The LDS edition of the Bible (1979) contains the King James Version supplemented and clarified by footnotes, study aids, and cross-references to the Book of Mormon, the Doctrine and Covenants, and the Pearl of Great Price. These four books are the standard works of the Church. We encourage all members to have their own copies of the complete standard works and to use them prayerfully in regular personal and family study, and in Church meetings and assignments.

    Sincerely your brethren,

    The First Presidency

    “Letter Reaffirms Use of King James Version of Bible,” LDS Church News, 1992, 06/20/92.

  15. Mogget #14, woops, I meant 2 Thessalonians, not 2 Corinthians—thanks for correcting me.

    Mitsav #15, thank you very much for this recommendation, I was thinking of getting a New JPS transtlation anyway, this looks like a much more interesting edition than what I was looking at.

    Bodhi #16, thanks for copying this letter, it’s very interesting for me to see how they worded this. I think the KJV will always be at least of historical interest, esp. in light of the JST and the references to the KJV in the BOM, D&C and PoGP—and I think this historical context will create a natural resistance to any move to a more contemporary translation.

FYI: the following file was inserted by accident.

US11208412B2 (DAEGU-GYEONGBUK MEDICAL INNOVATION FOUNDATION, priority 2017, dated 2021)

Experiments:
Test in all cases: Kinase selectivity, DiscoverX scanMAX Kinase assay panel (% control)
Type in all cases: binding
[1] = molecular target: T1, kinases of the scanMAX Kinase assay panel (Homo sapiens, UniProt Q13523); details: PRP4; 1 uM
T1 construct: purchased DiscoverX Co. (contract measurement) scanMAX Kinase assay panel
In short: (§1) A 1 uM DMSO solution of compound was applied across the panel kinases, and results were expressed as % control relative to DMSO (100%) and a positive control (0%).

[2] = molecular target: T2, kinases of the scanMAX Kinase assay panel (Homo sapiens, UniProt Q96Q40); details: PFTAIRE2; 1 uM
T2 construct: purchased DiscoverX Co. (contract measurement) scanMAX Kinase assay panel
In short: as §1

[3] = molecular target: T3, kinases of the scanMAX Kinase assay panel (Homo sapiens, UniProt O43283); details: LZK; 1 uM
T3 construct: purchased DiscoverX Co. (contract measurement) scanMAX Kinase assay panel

16. Robert: If you can afford it, I recommend the larger hard-cover version of Etz Hayim. The print is easier to read. It happens to be bound in expensive leather, though, so it’s usually about $70.

    Bodhi: I don’t see that FP message as absolutely forbidding other versions, as evidenced by the non-KJV usage by other GA’s, above. Note also that it is largely concerning “doctrinal” accuracy, not general understanding. (Whether the KJV is more “doctrinally” correct is another issue entirely.)

  17. I don’t actually see how the First Presidency letter is relevant to the discussion. Was anyone here saying that the church shouldn’t use the KJV?

  18. It should also be noted that this letter was basically written as a direct response to Phillip Barlow’s Mormons and the Bible published the year earlier.
    I agree with HP, the letter doesn’t preclude the reading of other translations (and even admits that they are easier to read), but explains why the church continues to use the KJV.

  19. [In the comments below I refer only to the trans. of the Hebrew Bible, about which I know much more than I do about the translation of the NT.]

    I’m most familiar with the NRSV, as are many of us here, but I’m finding myself more and more dissatisfied with it, mostly over emendations or subtle interpretation. An example of this is Gen 15:6: And he believed the LORD; and the LORD reckoned it to him as righteousness. (NRSV) The second LORD is a stance the NRSV translators have taken, but it didn’t have to be so: English can handle this perfectly: “and he reckoned it to him as righteousness.” Leave the ambiguity, I say, and let the reader decide.

    I think, further, when teaching about this we help people understand that all translation involves interpretation, and therefore to be suspicious of translation. At least suspicious enough to look at a couple of different takes on a given passage.